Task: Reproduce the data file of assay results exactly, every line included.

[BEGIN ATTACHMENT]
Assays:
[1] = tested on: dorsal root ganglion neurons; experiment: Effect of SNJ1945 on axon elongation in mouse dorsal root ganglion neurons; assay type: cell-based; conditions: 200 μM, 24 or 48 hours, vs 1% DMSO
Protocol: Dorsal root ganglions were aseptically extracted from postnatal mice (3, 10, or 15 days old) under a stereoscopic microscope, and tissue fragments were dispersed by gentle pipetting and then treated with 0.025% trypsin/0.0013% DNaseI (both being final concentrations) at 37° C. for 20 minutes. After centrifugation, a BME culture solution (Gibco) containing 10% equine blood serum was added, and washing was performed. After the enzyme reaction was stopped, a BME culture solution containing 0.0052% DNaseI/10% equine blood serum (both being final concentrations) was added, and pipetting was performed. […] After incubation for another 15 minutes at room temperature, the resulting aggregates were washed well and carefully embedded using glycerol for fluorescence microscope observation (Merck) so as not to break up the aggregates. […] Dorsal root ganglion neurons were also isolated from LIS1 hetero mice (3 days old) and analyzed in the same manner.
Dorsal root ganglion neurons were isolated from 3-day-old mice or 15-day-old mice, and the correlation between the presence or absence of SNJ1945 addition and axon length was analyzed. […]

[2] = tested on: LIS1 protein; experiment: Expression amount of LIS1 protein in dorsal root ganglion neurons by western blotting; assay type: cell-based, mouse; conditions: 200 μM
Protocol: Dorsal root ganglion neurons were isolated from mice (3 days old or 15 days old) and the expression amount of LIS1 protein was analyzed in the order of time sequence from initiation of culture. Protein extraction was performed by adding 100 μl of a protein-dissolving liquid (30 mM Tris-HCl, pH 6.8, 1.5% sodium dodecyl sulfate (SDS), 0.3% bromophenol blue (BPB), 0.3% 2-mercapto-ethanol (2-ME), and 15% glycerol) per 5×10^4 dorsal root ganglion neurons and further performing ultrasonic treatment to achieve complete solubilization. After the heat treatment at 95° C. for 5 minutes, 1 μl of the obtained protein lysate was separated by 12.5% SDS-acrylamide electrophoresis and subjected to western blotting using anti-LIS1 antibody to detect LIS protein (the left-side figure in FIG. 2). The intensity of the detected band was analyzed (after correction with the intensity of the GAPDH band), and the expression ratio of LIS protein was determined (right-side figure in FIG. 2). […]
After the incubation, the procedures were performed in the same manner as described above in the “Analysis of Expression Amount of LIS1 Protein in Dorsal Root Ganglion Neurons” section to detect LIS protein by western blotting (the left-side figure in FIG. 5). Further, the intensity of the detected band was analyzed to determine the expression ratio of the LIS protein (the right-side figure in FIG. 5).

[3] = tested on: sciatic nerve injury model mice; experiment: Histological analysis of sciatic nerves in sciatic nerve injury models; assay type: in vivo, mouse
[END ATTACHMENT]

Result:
Assays:
[1] = tested on: dorsal root ganglion neurons; experiment: Effect of SNJ1945 on axon elongation in mouse dorsal root ganglion neurons; assay type: cell-based; conditions: 200 μM, 24 or 48 hours, vs 1% DMSO
Protocol: Dorsal root ganglions were aseptically extracted from postnatal mice (3, 10, or 15 days old) under a stereoscopic microscope, and tissue fragments were dispersed by gentle pipetting and then treated with 0.025% trypsin/0.0013% DNaseI (both being final concentrations) at 37° C. for 20 minutes. After centrifugation, a BME culture solution (Gibco) containing 10% equine blood serum was added, and washing was performed. After the enzyme reaction was stopped, a BME culture solution containing 0.0052% DNaseI/10% equine blood serum (both being final concentrations) was added, and pipetting was performed. […] After incubation for another 15 minutes at room temperature, the resulting aggregates were washed well and carefully embedded using glycerol for fluorescence microscope observation (Merck) so as not to break up the aggregates. […] Dorsal root ganglion neurons were also isolated from LIS1 hetero mice (3 days old) and analyzed in the same manner.
Dorsal root ganglion neurons were isolated from 3-day-old mice or 15-day-old mice, and the correlation between the presence or absence of SNJ1945 addition and axon length was analyzed. […]

[2] = tested on: LIS1 protein; experiment: Expression amount of LIS1 protein in dorsal root ganglion neurons by western blotting; assay type: cell-based, mouse; conditions: 200 μM
Protocol: Dorsal root ganglion neurons were isolated from mice (3 days old or 15 days old) and the expression amount of LIS1 protein was analyzed in the order of time sequence from initiation of culture. Protein extraction was performed by adding 100 μl of a protein-dissolving liquid (30 mM Tris-HCl, pH 6.8, 1.5% sodium dodecyl sulfate (SDS), 0.3% bromophenol blue (BPB), 0.3% 2-mercapto-ethanol (2-ME), and 15% glycerol) per 5×10^4 dorsal root ganglion neurons and further performing ultrasonic treatment to achieve complete solubilization. After the heat treatment at 95° C. for 5 minutes, 1 μl of the obtained protein lysate was separated by 12.5% SDS-acrylamide electrophoresis and subjected to western blotting using anti-LIS1 antibody to detect LIS protein (the left-side figure in FIG. 2). The intensity of the detected band was analyzed (after correction with the intensity of the GAPDH band), and the expression ratio of LIS protein was determined (right-side figure in FIG. 2). […]
After the incubation, the procedures were performed in the same manner as described above in the “Analysis of Expression Amount of LIS1 Protein in Dorsal Root Ganglion Neurons” section to detect LIS protein by western blotting (the left-side figure in FIG. 5). Further, the intensity of the detected band was analyzed to determine the expression ratio of the LIS protein (the right-side figure in FIG. 5).

[3] = tested on: sciatic nerve injury model mice; experiment: Histological analysis of sciatic nerves in sciatic nerve injury models; assay type: in vivo, mouse